Recently a client contacted me with sincere apologies because a travel delay would prevent him making our session and he wondered if I could please still meet with him that afternoon? He was shocked to learn through my response that our session had come and gone 24 hours prior and he’d been a no show.
Clutter can look like the obvious physical piles stacked across the tops of our desks, inboxes that haven’t been at zero ever, calendars that are double and triple-booked, or calendars that live only in our heads because we mistakenly trust ourselves to keep up with all the details, to the not so obvious clutter hideouts like the unresolved interpersonal issues my male clients in particular like to classify as “compartmentalization,” busyness (because p.s. busy does NOT equal productive), incomplete tasks, resistance to action (which can manifest itself in lots of different ways), or relationships — both personal and professional — that do not support us.
“Clutter is the physical manifestation of unmade decisions fueled by procrastination.”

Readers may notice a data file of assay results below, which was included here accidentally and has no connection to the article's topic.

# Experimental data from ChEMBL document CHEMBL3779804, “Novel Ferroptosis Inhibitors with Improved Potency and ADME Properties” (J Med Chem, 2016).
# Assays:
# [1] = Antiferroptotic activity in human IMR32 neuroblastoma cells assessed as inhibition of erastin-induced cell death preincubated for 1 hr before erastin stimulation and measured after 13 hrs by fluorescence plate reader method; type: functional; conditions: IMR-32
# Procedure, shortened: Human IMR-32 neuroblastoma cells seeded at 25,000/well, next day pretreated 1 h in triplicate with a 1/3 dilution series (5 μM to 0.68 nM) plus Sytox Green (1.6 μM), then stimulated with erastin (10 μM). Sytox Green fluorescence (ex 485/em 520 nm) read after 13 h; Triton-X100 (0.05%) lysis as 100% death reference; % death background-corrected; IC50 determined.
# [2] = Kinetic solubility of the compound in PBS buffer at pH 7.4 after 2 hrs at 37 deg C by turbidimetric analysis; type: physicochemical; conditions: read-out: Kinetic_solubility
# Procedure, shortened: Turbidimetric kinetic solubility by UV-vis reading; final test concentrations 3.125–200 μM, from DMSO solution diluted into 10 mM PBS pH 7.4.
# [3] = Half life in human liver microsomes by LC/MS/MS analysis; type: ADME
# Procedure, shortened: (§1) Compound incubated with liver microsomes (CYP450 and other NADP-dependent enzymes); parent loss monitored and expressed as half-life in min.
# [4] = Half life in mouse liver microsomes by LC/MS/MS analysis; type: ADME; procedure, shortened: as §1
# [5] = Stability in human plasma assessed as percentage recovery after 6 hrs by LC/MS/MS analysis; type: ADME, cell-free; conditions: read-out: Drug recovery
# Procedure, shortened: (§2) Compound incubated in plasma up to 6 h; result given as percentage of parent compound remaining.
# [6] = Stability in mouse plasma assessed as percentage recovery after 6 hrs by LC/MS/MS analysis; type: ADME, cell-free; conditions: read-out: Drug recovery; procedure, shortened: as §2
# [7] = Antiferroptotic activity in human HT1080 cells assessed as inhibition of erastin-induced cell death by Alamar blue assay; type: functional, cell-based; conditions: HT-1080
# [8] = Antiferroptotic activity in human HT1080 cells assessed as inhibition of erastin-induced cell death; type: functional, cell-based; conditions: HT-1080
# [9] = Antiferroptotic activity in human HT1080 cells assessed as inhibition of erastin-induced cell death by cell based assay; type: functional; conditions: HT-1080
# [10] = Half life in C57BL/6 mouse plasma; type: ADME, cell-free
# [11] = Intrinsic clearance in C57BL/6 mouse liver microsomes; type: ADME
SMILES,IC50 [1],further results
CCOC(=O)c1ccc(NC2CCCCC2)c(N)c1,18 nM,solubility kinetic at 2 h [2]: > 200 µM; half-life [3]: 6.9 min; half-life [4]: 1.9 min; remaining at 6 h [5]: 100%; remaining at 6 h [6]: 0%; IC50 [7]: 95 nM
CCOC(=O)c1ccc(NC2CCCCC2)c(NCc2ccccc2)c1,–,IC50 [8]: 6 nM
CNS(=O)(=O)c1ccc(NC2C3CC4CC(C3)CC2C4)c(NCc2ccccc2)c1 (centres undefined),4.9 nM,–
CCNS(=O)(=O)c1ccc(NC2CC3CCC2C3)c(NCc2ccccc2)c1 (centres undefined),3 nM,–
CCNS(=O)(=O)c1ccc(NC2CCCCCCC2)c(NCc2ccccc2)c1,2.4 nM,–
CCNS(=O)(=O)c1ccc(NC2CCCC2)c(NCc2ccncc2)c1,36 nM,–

Clutter catches up with all of us at various stages and spaces in our lives. And just like my client experienced firsthand, his cluttered world caught up with him. I wasn’t the only appointment he’d ever missed, but I might have been the first to call him out on it 🙂 And that’s where he and I went to work by slowing everything in his frenetic world down and identifying what really mattered.
“The best way to find out what we really need is to get rid of what we don’t.”
― Marie Kondō
It’s amazing how little we actually need or even want in our space when we’ve intentionally and thoughtfully decluttered. I love Kathi Lipp‘s definition of clutter, as it resonates with my own experience:
At its heart, clutter is a lack of peace.”
External experience is a reflection of internal reality. If your external space is cluttered and disorganized, I guarantee you’ve got the same thing happening inside of you, and whether you’ve slowed down enough to acknowledge that is irrelevant.
Your internal peace is the barometer by which your external world functions.
Let’s do a clutter check. Take a glance around your office. How does it look? Where is there an opportunity for some tidying? Is it time for a check in(ward)? How would you describe your internal peace meter today?
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